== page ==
TV drama
to disrupt
Waikiki traffic

Filming of "Hawaii" will take
place 8 a.m. to 6:30 p.m. Monday

After weeks of planning and discussions between NBC, city officials and Honolulu law enforcement, Kalakaua, Monsarrat and Kapahulu avenues will be the setting Monday for the most extensive car chase in Hawaii television production history.

The NBC pilot police drama "Hawaii" will spend as long as 10 hours filming three segments of a two-car chase scene -- police chasing criminals -- from 8 a.m. to 6:30 p.m. but under specially controlled city restrictions to allow minimal traffic disruption.

"Hawaii" location director Ginger Petersen, Honolulu film commissioner Walea Constantinau and Honolulu police Detective Michael Cho began efforts two weeks ago to get necessary permits and city cooperation to film the scene in the pilot episode called "Hawaiian Justice."

The production will begin setting up at 6 a.m. Monday, with the first filming segment starting about 8 a.m. at Royal Hawaiian and Kalakaua avenues looping around the Hyatt Regency Hotel.

There will be 22 Honolulu Police Department officers monitoring pedestrians, controlling traffic and rerouting buses.

"Walea and Detective Mike Cho of HPD -- a consultant/coordinator for the production -- have been key in getting this to work," Petersen said.

The production will put up barricades at three sections along Kalakaua Avenue to block off traffic for about five to seven minutes of filming at a time. No travel lane of Kalakaua Avenue will be closed to traffic when the production is not shooting.

Traffic will be held up on Kalakaua Avenue while the production films the scene, then allowed through while the production reviews the tape and determines the next filming, Petersen said.

Filming will be done in three segments so the barriers can be moved farther east, freeing side streets. Each segment of filming is not expected to take longer than 90 seconds.

"The director fell in love with the Waikiki view and how gorgeous Kalakaua Avenue is, so I think the entire scene that's shot will end up in the televised episode," Petersen said.

The chase will have the cars going in the opposite direction, Ewa-bound, on Kalakaua Avenue and then a 180-degree spin -- by stunt driver Buddy Joe Hooker -- about 3:30 p.m. where Kapahulu and Monsarrat avenues meet.

"We wouldn't have allowed this if the production hadn't worked so hard to make it work," Constantinau said.


Isle-based TV show’s
star pulled from cast

"Hawaii" problems lead NBC
to let actor Michael Madsen go

Michael Madsen, set to star in the NBC police drama "Hawaii" filming on Oahu, was removed from the show yesterday -- leaving the production scrambling for a replacement and shutting down filming until Monday.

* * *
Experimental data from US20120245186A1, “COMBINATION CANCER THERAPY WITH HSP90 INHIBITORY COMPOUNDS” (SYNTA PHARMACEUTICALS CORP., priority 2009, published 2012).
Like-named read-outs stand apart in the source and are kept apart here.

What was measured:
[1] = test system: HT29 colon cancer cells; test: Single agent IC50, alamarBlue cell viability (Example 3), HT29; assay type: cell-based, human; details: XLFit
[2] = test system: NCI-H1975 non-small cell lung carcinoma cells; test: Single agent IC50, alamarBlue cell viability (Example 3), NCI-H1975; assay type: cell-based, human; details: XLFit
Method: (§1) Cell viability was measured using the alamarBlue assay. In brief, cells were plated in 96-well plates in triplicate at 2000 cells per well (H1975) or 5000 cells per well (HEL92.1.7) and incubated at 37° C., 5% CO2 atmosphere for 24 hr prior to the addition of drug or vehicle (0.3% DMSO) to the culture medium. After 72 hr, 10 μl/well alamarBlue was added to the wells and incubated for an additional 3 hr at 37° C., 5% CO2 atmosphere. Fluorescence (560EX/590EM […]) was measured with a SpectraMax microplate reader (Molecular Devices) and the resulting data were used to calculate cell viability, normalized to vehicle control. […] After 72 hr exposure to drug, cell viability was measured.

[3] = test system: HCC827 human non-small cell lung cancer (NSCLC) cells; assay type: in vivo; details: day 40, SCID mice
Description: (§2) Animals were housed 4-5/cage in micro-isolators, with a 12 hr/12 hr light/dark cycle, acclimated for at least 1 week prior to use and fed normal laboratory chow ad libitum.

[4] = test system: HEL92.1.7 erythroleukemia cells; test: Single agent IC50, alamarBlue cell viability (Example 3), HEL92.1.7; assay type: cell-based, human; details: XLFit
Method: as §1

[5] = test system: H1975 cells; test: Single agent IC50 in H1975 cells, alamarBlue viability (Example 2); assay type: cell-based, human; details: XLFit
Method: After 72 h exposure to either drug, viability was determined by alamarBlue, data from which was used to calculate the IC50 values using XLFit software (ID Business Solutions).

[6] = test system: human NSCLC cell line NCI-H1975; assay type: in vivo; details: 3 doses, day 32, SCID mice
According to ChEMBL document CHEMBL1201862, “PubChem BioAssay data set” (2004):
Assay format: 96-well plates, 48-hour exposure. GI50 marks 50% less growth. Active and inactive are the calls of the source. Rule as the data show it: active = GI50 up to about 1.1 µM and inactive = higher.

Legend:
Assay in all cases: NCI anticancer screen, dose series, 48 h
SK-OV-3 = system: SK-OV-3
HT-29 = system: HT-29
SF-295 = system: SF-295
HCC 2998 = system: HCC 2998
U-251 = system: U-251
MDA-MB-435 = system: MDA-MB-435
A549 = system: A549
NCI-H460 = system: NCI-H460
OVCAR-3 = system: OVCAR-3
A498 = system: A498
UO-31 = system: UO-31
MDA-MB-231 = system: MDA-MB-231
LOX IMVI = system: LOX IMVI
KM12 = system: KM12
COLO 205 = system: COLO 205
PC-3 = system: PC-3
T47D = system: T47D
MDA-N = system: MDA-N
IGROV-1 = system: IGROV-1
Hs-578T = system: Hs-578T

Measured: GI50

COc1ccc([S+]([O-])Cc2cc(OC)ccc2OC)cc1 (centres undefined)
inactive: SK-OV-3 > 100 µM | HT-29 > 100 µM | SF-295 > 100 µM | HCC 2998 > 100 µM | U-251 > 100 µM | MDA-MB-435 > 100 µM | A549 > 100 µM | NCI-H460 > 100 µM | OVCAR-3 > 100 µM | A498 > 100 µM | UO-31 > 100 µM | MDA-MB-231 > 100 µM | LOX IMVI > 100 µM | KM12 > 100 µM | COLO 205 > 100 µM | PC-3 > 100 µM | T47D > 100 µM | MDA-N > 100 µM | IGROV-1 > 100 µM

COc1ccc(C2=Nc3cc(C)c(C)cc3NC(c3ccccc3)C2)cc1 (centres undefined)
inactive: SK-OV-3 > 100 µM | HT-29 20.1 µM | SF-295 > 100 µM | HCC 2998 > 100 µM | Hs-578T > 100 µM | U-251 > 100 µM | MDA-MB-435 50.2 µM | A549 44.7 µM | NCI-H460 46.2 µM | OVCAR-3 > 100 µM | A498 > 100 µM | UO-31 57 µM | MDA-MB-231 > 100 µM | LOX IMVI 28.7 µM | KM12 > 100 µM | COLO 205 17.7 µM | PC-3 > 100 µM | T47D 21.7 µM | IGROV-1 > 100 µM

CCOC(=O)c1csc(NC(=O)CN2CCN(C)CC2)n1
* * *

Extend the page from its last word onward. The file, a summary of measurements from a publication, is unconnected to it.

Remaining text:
The announcement that "an actor was leaving" the show was made about 2 p.m. at the LaMariana Restaurant and Bar to about 80 crew and extras during the second day of filming the pilot. Madsen was not named nor reasons given, but sources later confirmed the information.

The decision to remove Madsen was made by NBC in Los Angeles and not by production executives in Hawaii, sources said.

Telephone calls to Madsen at his hotel were not immediately returned. Liza Anderson, Madsen's publicist in Los Angeles, had no comment, saying she had not spoken with her client or been notified by NBC.

According to sources, "issues" surfaced Wednesday night that led to the actor's departure. Problems apparently were that Madsen did not want his black hair lightened for the role and other creative differences, sources said.

Madsen's replacement will be cast in Los Angeles, where NBC executives apparently have specific actors in mind.

Madsen, known for his edgy and sometimes angry characters, was to play veteran cop Max Harrison, "one of the best cops on the island, who also is a devoted father," according to the "Hawaii" script. Madsen made his name in Quentin Tarantino's "Reservoir Dogs" and briefly appeared in "Kill Bill: Vol. 1."

Crews already had set up for filming inside the popular Keehi Lagoon restaurant, which was to be done in two shots at noon and 4 p.m.

That shot had to be postponed, as was last night's filming at a North King Street apartment building and today's shooting at a Kakaako auto body shop. Those scenes will be filmed at the end of production either April 1 or 2.

Casting directors notified 42 extras yesterday an hour before they were to report to the set for filming to stay away, though they were still paid. Thirty-six extras were scheduled to work today.

Filming will continue as scheduled on Monday for a two-car chase on Kalakaua Avenue. Madsen was to be part of that filming.


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